... pretty certain never to find their mothers again. It is rather a pretty sight to sit on a bank and watch the ewes coming back. There is sure to be a mob of a good many lambs sticking near the yards, and ewe after ewe will come back and rush up affectionately to one lamb after another. A good few will try to palm themselves off upon her. If she is young and foolish, she will be for a short time in doubt; if she is older and wiser, she will butt away the little impostors with her head; but they are ...
— A First Year in Canterbury Settlement • Samuel Butler

... apart at the end of the table, preserved an attitude conformable to their respective characters. The younger of the two had instinctively put his hand to his side, as if to seek an absent weapon, and had risen with a spring, as if to rush at the masked man's throat, in which purpose he had certainly not failed had he been alone; but the elder, who seemed to possess not only the habit but the right of command, contented himself by regrasping his coat, and saying, in an imperious, almost harsh tone: "Sit down, Roland!" And the ...
— The Companions of Jehu • Alexandre Dumas, pere

... meet his doom. Some great punishment was hanging over him, to chastise him for his sins and bring him, perhaps, to repentance; but she could no more stop his going, or turn him aside from his purpose, than she could control the rush of a cloudburst. He was like a force of nature—a rude, fighting creature who beat down opposition as the flood struck down bushes, rushing on to seek new ...
— Wunpost • Dane Coolidge

... decided that Theodore Roosevelt should travel in Europe after graduating. His father had left the family well provided for, so there was no rush to get into something whereby a living might be earned. Yet Theodore Roosevelt had long since determined not to be an idler. He would travel and improve his mind, and then settle down to that for ...
— American Boy's Life of Theodore Roosevelt • Edward Stratemeyer

... step pauses at the door. How hard the fellow breathes! He, the solitary murderer, is on one side the door; Mary is on the other side. Now, suppose that he should suddenly open the door, and that incautiously in the dark Mary should rush in, and find herself in the arms of the murderer. Thus far the case is a possible one—that to a certainty, had this little trick been tried immediately upon Mary's return, it would have succeeded; had the door been opened ...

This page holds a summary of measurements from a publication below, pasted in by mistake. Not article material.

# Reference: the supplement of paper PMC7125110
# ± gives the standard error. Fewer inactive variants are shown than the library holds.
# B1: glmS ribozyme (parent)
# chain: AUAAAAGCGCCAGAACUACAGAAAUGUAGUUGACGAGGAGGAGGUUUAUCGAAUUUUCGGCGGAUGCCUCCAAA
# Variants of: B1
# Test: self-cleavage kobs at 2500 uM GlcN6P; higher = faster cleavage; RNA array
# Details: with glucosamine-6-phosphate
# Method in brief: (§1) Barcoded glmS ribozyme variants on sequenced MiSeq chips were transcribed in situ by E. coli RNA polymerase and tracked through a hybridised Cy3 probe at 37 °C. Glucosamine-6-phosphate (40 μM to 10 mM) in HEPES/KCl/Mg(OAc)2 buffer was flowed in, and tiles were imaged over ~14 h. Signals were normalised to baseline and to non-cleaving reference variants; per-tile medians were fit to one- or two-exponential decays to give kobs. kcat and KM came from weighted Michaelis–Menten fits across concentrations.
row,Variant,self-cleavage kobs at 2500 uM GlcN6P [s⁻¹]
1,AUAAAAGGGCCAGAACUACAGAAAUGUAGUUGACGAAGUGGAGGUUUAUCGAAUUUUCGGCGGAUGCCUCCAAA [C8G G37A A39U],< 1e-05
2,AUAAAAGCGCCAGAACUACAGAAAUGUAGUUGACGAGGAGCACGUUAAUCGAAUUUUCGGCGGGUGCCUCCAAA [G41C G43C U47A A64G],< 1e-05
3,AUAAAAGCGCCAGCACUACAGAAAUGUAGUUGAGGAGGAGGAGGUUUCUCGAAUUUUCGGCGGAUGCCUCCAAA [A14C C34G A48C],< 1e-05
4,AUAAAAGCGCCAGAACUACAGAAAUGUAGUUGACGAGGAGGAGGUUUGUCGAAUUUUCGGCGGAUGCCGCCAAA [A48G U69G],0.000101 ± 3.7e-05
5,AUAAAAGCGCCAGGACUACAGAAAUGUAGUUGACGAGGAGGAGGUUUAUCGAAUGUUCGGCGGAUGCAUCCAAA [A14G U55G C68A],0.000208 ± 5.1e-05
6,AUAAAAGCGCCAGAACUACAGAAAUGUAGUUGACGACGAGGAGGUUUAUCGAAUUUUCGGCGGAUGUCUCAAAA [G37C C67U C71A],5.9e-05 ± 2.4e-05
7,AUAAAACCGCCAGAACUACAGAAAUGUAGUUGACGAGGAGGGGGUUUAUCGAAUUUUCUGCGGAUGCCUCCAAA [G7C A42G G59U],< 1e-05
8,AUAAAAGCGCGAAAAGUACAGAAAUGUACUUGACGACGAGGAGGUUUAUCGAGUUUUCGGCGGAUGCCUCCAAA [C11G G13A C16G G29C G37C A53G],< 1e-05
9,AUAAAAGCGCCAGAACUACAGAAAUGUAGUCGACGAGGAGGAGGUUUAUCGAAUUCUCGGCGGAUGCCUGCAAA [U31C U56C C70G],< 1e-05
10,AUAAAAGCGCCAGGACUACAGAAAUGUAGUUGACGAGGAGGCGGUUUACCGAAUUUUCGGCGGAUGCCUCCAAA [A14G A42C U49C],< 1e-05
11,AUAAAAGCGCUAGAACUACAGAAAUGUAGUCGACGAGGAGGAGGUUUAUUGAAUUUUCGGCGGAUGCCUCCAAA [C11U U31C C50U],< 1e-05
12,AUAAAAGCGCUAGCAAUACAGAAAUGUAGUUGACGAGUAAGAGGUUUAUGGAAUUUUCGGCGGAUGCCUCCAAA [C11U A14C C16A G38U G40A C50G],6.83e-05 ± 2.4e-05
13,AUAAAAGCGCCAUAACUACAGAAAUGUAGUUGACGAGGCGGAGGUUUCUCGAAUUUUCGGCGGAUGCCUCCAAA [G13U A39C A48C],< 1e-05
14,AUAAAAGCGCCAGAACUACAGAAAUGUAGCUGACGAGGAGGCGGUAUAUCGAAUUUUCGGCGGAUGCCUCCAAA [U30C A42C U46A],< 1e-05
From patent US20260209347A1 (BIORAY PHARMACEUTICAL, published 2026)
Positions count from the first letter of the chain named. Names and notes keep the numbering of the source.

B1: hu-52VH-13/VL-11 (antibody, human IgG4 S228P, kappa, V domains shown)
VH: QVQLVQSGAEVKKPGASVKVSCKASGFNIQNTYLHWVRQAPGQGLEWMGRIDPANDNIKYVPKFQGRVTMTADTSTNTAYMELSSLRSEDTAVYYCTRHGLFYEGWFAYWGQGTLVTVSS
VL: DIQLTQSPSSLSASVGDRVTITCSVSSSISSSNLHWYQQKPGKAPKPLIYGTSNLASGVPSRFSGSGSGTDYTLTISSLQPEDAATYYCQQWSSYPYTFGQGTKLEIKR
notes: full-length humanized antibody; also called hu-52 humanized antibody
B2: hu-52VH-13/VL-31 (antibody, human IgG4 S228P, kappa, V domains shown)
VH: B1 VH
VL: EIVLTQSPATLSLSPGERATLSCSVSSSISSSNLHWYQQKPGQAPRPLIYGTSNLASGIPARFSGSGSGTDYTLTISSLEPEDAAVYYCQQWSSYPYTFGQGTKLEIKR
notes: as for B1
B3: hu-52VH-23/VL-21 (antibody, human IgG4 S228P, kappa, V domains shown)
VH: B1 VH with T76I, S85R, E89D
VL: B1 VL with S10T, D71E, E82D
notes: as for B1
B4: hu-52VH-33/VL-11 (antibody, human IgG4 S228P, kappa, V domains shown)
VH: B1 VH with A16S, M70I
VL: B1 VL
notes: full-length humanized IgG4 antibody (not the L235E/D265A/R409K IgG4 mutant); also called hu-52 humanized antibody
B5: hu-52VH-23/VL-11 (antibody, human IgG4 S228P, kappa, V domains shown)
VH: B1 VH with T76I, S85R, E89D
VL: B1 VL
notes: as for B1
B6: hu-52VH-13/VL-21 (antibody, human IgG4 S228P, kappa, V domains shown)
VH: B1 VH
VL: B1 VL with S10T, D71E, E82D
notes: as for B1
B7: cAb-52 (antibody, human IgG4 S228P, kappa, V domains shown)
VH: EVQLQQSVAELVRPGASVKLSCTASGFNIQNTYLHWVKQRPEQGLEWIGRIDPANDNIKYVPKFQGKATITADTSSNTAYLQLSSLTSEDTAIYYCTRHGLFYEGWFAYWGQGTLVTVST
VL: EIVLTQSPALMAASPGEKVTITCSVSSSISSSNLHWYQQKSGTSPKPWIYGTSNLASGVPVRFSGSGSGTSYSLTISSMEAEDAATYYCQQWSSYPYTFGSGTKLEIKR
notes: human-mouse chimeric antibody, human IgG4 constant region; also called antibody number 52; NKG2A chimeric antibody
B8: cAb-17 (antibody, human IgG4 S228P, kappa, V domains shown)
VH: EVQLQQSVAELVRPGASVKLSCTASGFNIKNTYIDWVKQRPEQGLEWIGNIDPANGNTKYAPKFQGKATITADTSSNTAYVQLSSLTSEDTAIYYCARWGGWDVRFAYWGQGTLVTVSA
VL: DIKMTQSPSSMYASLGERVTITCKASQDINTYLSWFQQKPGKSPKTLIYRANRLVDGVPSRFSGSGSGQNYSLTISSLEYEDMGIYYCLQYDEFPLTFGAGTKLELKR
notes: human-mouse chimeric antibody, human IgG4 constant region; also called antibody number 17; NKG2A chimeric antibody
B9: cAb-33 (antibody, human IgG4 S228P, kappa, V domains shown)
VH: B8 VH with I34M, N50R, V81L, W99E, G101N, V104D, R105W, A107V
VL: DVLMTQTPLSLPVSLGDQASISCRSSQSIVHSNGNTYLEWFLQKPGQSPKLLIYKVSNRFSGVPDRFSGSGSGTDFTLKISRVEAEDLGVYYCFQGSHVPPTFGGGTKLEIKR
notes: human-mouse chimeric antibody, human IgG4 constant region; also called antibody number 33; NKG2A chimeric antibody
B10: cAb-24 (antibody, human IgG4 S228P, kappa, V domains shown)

— The Notebook of an English Opium-Eater • Thomas de Quincey

... gap had been left in the line south of our right flank, through which the Huns were pouring in victorious mass. The New Zealand division and one brigade of Australians, with the 62nd division on their left were hurried forward, and after very severe fighting stopped the enemy rush about Hebuterne, some miles westward of the position we held on ...
— The Seventh Manchesters - July 1916 to March 1919 • S. J. Wilson

... true Christmas spirit which realizes, with a rush of love to the heart, the divinity in every one of "the least of these" our brethren. Selfishness is rebuked, the feeling of universal brotherhood is fostered, while the length of this holiday ...
— Christmas - Its Origin, Celebration and Significance as Related in Prose and Verse • Various

... quickly that Chupin barely had time to fling two francs to his driver and rush after her. She had already turned round the corner of the Rue du Helder, and was walking rapidly up the street. It was a little after five o'clock, and dusk was setting in. Madame d'Argeles had taken the side of the street allotted to the uneven numbers. After she had ...
— The Count's Millions - Volume 1 (of 2) • Emile Gaboriau

... a rush toward the table where Katharine stood undaunted, her face flushed with excitement, her mouth ...
— For Love of Country - A Story of Land and Sea in the Days of the Revolution • Cyrus Townsend Brady

... our text forms the beginning. The last words of the former verse open a thought of which his mind is always full. It is as when an excavator strikes his pickaxe unwittingly into a hidden reservoir and the blow is followed by a rush of water, which carries away workmen and tools. Paul has struck into the very deepest thoughts which he has of the Gospel and out they pour. That one antithesis, 'the loss of all, the gain of Christ,' carried in it to him the whole truth of the Christian message. We may well ask ourselves what ...